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Extreme winter weather increases risk of spring flooding


The extreme winter weather across much of the northern United States is increasing spring flood risks in some areas, a situation risk engineering experts warn should be taken seriously by those in potentially affected states and municipalities even if they haven't previously experienced flooding.

A combination of large amounts of snow and deeply frozen ground is elevating the potential for spring flooding, including rivers in highly populated regions, putting many people and businesses at risk.

“Spring floods are real,” said Gregory Lanshe, assistant vice president and director of risk engineering, North American property at Zurich Insurance Group Ltd. in Schaumburg, Ill. “So when we experience a winter like we've gone through there is a higher risk.”

In a March 20 spring outlook, the National Weather Service said, “An unusually cold and wet winter across the Upper Mississippi Basin, Great Lakes region, Ohio River Valley, northern Middle Atlantic, New York and New England has produced an above-normal amount of water in the current snowpack and a deep layer of frozen ground much further south than typical.”

Given the frozen ground in those areas, “the flood risk is highly dependent on the amount of future rainfall and the rate of snowmelt this spring,” the National Weather Service report said.

“We're all going to learn some new lessons this spring season because the rainy season is coming, and we still have snow,” said Marilyn L. Rivers, director of risk and safety for Saratoga Springs, N.Y. “Here in the Adirondacks some areas still have 30 inches of ice.”


Among the areas highlighted in the National Weather Service outlook as being at risk of exceeding moderate flooding depending on future rainfall and rate of snowmelt are sections of the Upper Mississippi and Great Lakes regions.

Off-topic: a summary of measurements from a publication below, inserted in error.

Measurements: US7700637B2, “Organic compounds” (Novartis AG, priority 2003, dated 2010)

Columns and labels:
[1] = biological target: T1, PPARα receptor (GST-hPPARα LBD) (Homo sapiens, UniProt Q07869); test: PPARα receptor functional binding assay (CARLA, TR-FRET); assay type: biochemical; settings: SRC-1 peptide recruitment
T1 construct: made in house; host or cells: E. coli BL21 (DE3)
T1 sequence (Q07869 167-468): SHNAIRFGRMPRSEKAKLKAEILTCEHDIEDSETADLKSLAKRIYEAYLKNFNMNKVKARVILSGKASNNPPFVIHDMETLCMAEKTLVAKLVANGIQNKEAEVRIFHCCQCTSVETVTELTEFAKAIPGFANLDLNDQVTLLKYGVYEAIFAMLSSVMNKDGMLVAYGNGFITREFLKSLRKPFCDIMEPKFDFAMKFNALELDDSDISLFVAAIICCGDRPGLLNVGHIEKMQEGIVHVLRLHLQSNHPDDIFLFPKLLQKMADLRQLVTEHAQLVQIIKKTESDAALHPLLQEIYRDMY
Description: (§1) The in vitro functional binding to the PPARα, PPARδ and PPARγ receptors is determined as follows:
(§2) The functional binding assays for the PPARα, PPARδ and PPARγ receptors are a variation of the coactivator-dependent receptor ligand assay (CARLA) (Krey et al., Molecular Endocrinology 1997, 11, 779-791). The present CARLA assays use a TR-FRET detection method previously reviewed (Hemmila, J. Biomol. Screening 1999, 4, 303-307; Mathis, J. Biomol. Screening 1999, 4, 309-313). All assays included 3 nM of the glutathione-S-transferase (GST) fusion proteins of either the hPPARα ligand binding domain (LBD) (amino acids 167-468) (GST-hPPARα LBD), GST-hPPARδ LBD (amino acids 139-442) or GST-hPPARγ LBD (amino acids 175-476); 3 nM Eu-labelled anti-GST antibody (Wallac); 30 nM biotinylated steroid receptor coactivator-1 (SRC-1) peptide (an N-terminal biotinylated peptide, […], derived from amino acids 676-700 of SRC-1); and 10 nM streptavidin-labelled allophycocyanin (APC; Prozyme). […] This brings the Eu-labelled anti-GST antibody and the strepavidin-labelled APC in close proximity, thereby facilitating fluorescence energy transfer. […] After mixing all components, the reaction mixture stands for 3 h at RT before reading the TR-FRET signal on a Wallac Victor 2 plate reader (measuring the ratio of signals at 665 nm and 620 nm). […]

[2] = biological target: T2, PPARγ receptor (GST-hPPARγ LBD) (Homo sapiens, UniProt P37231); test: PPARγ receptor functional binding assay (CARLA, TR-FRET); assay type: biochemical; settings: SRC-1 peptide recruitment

Meanwhile, the Northern Middle Atlantic, New York and New England regions are among those facing a risk of exceeding minor flooding, primarily because of snowmelt and expected spring rain.

“In addition, significant river ice increases the risk of flooding related to ice jams and ice jam break-ups,” according to the outlook. “While there are no widespread areas with risk of exceeding major flooding, a deep layer of frozen ground and significant river ice throughout the northern tier of the United States may cause localized major flooding.”

“We're all trying to do some risk mitigation efforts,” Ms. Rivers said. Among other things, she said, public sector risk managers in areas at risk of spring flooding are examining dams and looking for floating debris such as fallen trees that might block rivers and streams or damage dams. “Those trees could become barriers to rivers or dams in addition to the huge blocks of ice. So it's almost like a grocery store of debris that's coming.”

And sheets of ice floating down rivers have the capacity to damage bridges and river locks, the Saratoga Springs risk manager said. “Those ice floes really have to be watched because they can be devastating,” she said. “When a bridge is taken out, that can be the main thoroughfare for a community.”

In many regions, “The real issue is the fact that the ground is frozen,” said Ronnie Gibson, vice president and chief engineer at FM Global in Johnston, R.I. “It's like it's melting on concrete, and that's what causes the issue.”